CNN U.S. Jets Strike Fallujah Ahead of Assault By JIM KRANE NEAR FALLUJAH, Iraq (AP) - Long convoys of American soldiers rolled onto a dust-blown base on the outskirts of Fallujah as U.S. warplanes intensified attacks in preparation for a wider assault on the city, a symbol of Iraqi resistance. More than 10,000 American soldiers and Marines massed for an expected offensive, and Iraq's prime minister warned the ``window is closing'' to avert an attack. U.S. planes dropped five 500-pound bombs at several targets in Fallujah early Saturday, including a factory as well as suspected weapons caches. The drone of U.S. aircraft heading toward Fallujah could be heard over Baghdad. The U.S. military said the main highway into Fallujah has now been completely sealed off. Residents reached by telephone Friday said the air raids were the most intense in months, and that, as well as bombs, U.S. planes dropped leaflets urging women and children to leave Fallujah, a city of some 300,000 people 40 miles west of Baghdad. As pressure mounted on the guerrilla stronghold, the insurgents struck back, killing one U.S. soldier and wounding five in a rocket attack. Clashes were reported at other checkpoints around the city and in the east and north of Fallujah late in the day. An AC-130 gunship fired at several targets as U.S. forces skirmished with insurgents, the Army said. American soldiers from Baghdad and Baqouba amassed on the city's outskirts the past three nights. U.S. commanders here have been coordinating plans either to fight their way into the city or isolate it from the rest of Iraq's Sunni Muslim heartland. If they fight, American troops will face an estimated 3,000 insurgents dug in behind defenses and booby traps. Military planners believe there are about 1,200 hardcore insurgents in Fallujah - at least half of them Iraqis. They are bolstered by insurgent cells with up to 2,000 fighters in the surrounding towns and countryside. Interim Prime Minister Ayad Allawi must give the final go-ahead for the offensive, part of a campaign to curb the insurgency ahead of national elections planned for January. Sunni clerics have threatened to boycott the election if Fallujah is attacked, and U.N. Secretary-General Kofi Annan has warned U.S., British and Iraqi authorities that a military campaign and ``increased insurgent violence'' could put elections at risk. U.S. aircraft struck targets around Fallujah in numerous raids starting late Thursday and continuing into Friday. Targets included a system of barriers rigged with bombs, a command post, suspected fighting positions and a weapons cache, according to Lt. Nathan Braden of the 1st Marine Division. Late Friday, U.S. jets went into action again, striking several targets in the Jolan sector of northern Fallujah, residents said. Jolan is considered one of the most heavily defended neighborhoods in the city. As the night dragged on, the attack was expanded to targets in many areas of the city, according to residents. Artillery fire could also be heard. U.S. troops set up checkpoints along major routes into the city, and Marines fired on a civilian vehicle that did not stop, killing an Iraqi woman and wounding her husband, according to the U.S. military and witnesses. The car didn't notice the checkpoint, witnesses said. ``Marines fire upon vehicles only as a last resort when verbal and visual warnings to stop fail. Such was the case today,'' the Marines said in a statement. Allawi has demanded that Fallujah hand over foreign extremists, including Jordanian terror mastermind Abu Musab al-Zarqawi and his followers, and allow government troops to enter the city. ``We intend to liberate the people and to bring the rule of law to Fallujah,'' Allawi said in Brussels after meeting with European Union leaders. ``The window really is closing for a peaceful settlement.'' Allawi, a secular Shiite Muslim with strong ties to the CIA and State Department, urged Europeans leaders to forge a ``close and strategic partnership'' with Iraq and called on NATO to step up plans to train 1,000 officers a year for the Iraqi military. EU leaders responded with a nearly $40 million offer to fund elections, including training for Iraqi vote monitors. French President Jacques Chirac - who opposed the Iraq war - skipped a meeting with Allawi to fly to Abu Dhabi to pay his respects to the new president of the United Arab Emirates, who took over after the death of his father. Many saw it as a snub of Allawi, although Chirac denied that, describing his relations with the new Iraqi authorities as ``excellent.'' Allawi faces strong opposition to a Fallujah offensive from the Sunni minority. The Sunni clerical Association of Muslim Scholars has threatened to boycott the January election and mount a nationwide civil disobedience campaign. A public outcry over civilian casualties prompted the Bush administration to call off a siege in April, after which Fallujah fell under control of radical clerics. In hopes of assuaging public outrage, Iraqi authorities have earmarked $75 million to repair the damage in Fallujah, Marine Maj. Jim West said. The strategy is similar to one used when U.S. troops restored government authority in the Shiite holy city Najaf in August after weeks of fighting with militiamen.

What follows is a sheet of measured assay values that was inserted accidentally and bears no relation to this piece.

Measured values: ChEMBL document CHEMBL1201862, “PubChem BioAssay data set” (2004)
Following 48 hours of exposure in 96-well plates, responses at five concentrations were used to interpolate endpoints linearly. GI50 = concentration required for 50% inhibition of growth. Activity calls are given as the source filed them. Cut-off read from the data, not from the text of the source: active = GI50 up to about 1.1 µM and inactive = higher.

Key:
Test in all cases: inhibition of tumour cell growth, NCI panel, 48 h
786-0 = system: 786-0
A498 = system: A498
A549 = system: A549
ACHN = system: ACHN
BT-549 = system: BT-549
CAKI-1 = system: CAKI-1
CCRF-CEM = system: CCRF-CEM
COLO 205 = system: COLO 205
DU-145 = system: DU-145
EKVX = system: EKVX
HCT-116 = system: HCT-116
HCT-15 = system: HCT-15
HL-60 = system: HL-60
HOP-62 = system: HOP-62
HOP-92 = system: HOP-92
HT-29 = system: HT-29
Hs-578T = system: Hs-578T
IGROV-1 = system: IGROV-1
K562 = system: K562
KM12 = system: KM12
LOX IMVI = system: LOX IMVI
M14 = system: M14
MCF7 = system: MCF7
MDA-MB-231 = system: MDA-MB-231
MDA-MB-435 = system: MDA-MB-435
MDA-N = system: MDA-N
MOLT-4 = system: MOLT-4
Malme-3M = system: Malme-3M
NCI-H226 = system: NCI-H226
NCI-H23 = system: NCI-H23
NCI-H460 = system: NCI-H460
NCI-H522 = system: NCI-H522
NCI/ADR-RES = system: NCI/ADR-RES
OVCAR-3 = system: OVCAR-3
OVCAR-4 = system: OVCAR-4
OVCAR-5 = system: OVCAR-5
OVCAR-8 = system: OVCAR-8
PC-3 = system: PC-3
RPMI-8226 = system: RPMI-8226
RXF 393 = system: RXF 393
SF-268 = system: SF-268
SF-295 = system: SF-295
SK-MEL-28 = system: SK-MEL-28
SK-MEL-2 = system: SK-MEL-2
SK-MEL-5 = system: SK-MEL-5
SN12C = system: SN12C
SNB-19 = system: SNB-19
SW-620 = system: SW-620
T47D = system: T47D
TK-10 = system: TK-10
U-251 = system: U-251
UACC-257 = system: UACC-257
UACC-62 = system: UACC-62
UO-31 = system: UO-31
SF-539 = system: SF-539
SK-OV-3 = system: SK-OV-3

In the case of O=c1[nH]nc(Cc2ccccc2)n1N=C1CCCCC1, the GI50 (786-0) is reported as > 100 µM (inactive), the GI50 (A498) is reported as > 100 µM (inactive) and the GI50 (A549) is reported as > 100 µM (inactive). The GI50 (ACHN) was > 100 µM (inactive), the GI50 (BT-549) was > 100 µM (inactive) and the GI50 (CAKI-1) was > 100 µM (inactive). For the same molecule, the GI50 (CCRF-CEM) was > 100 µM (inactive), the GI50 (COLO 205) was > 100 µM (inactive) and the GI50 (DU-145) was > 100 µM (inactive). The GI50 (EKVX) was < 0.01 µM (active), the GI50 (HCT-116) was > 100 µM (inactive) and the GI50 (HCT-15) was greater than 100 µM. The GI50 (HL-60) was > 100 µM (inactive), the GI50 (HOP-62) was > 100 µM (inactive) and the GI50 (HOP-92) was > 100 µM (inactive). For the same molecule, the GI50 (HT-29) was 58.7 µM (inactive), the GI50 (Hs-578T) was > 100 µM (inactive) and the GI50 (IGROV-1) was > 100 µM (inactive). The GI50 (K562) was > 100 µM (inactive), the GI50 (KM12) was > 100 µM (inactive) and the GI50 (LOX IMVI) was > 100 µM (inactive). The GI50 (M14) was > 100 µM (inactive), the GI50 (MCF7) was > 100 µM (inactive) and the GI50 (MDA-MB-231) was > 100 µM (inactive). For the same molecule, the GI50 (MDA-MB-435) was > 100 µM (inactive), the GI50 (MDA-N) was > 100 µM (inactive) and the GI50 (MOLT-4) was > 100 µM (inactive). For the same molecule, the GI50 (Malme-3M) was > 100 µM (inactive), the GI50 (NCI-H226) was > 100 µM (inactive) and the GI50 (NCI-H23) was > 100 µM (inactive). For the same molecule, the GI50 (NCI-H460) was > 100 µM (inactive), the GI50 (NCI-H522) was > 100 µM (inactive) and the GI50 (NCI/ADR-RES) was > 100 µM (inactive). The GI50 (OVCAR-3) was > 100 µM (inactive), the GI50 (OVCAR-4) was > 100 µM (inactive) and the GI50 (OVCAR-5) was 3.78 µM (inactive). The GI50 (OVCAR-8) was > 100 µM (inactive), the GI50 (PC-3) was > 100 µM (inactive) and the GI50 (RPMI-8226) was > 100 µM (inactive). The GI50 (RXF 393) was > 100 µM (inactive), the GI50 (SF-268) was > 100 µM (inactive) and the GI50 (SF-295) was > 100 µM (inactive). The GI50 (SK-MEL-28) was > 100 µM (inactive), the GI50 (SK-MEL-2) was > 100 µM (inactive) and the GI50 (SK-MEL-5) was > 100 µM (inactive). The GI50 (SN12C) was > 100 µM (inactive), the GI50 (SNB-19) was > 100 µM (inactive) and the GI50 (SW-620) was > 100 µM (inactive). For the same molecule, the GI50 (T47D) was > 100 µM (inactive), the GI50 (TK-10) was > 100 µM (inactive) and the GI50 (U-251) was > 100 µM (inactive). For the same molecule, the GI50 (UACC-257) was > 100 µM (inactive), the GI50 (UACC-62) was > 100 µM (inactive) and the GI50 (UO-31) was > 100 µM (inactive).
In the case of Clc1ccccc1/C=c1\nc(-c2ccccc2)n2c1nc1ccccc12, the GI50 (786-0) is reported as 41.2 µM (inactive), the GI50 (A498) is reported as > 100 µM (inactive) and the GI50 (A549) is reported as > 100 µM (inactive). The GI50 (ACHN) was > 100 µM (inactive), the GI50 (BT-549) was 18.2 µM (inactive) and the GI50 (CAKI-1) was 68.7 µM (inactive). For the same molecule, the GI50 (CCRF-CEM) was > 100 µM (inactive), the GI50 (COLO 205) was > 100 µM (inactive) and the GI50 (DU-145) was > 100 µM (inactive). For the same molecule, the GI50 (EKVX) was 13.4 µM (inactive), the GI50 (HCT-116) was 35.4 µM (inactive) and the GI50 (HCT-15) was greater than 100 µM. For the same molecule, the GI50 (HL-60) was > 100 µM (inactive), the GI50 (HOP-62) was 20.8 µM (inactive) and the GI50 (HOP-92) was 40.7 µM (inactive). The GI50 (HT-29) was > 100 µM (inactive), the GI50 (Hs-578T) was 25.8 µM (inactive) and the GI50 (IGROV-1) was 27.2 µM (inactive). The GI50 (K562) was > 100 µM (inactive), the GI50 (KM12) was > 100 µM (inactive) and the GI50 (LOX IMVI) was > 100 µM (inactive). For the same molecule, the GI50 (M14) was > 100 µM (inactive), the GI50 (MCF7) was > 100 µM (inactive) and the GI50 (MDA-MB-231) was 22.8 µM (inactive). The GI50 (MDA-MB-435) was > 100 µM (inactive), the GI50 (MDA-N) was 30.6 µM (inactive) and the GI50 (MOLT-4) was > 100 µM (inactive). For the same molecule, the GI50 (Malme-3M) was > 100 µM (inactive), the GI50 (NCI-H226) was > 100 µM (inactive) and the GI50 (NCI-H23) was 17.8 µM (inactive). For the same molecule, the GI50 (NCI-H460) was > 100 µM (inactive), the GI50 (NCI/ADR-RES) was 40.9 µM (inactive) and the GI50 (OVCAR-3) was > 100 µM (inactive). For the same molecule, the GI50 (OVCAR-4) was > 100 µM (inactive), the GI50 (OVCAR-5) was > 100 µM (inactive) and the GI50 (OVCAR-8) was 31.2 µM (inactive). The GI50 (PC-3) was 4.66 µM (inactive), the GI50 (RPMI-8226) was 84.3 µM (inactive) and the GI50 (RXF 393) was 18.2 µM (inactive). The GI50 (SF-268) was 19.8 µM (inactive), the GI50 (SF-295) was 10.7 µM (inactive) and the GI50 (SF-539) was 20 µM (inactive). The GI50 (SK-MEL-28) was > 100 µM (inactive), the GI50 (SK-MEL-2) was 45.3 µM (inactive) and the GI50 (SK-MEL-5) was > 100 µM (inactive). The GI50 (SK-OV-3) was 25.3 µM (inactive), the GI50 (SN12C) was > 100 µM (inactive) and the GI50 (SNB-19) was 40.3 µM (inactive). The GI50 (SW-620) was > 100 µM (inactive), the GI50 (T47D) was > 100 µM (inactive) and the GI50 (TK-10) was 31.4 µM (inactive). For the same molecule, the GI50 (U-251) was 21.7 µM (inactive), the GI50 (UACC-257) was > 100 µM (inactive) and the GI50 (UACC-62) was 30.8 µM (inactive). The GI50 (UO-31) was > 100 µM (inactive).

I'm lying when I say trust me
8th June 2004
3,000 Iraqi's hiding in there? I'm predicting a bloody mess by the end of this one :cort:
Master of Reality3,000 Iraqi's hiding in there? I'm predicting a bloody mess by the end of this one :cort:
Yea, but we really need to take Fallujah
I'm way cooler than n0e (who isn't though?)
14th April 2004
many innocent civilians are going to be caught between
elrosmany innocent civilians are going to be caught between
Yes, they should flee now if they can, this is going to be pretty rough.
thats what happens in war, but it must be done
Well if they know it is going to get bombed, all the innocent people should leave, therefore the only people left are insurgents. Plenty of time for people who are not involved to leave.
I'm way cooler than n0e (who isn't though?)
14th April 2004
it is very easy to say "level the city" isnt it ?
7th December 2003
ScOrPYWell if they know it is going to get bombed, all the innocent people should leave, therefore the only people left are insurgents. Plenty of time for people who are not involved to leave.
As if the insurgents will just let everyone leave...